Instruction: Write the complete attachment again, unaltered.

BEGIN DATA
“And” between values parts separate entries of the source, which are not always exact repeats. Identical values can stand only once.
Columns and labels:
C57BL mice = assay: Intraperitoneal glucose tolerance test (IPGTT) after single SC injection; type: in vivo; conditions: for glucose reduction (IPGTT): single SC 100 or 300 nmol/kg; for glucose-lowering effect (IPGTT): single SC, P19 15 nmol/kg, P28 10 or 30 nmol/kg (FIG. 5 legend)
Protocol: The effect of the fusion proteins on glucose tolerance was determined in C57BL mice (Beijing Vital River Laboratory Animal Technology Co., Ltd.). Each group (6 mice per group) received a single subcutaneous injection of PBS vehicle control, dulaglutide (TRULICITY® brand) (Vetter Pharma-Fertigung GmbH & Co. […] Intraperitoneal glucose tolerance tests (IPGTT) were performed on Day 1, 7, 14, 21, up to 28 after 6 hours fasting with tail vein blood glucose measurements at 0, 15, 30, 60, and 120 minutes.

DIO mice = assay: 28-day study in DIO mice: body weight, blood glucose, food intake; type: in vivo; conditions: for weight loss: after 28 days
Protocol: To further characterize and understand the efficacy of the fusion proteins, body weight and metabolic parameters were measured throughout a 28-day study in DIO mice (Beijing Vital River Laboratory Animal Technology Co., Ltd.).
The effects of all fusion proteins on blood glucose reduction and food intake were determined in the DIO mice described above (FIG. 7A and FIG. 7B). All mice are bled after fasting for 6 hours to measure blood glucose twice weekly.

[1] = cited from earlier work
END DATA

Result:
“And” between values parts separate entries of the source, which are not always exact repeats. Identical values can stand only once.
Columns and labels:
C57BL mice = assay: Intraperitoneal glucose tolerance test (IPGTT) after single SC injection; type: in vivo; conditions: for glucose reduction (IPGTT): single SC 100 or 300 nmol/kg; for glucose-lowering effect (IPGTT): single SC, P19 15 nmol/kg, P28 10 or 30 nmol/kg (FIG. 5 legend)
Protocol: The effect of the fusion proteins on glucose tolerance was determined in C57BL mice (Beijing Vital River Laboratory Animal Technology Co., Ltd.). Each group (6 mice per group) received a single subcutaneous injection of PBS vehicle control, dulaglutide (TRULICITY® brand) (Vetter Pharma-Fertigung GmbH & Co. […] Intraperitoneal glucose tolerance tests (IPGTT) were performed on Day 1, 7, 14, 21, up to 28 after 6 hours fasting with tail vein blood glucose measurements at 0, 15, 30, 60, and 120 minutes.

DIO mice = assay: 28-day study in DIO mice: body weight, blood glucose, food intake; type: in vivo; conditions: for weight loss: after 28 days
Protocol: To further characterize and understand the efficacy of the fusion proteins, body weight and metabolic parameters were measured throughout a 28-day study in DIO mice (Beijing Vital River Laboratory Animal Technology Co., Ltd.).
The effects of all fusion proteins on blood glucose reduction and food intake were determined in the DIO mice described above (FIG. 7A and FIG. 7B). All mice are bled after fasting for 6 hours to measure blood glucose twice weekly.

[1] = cited from earlier work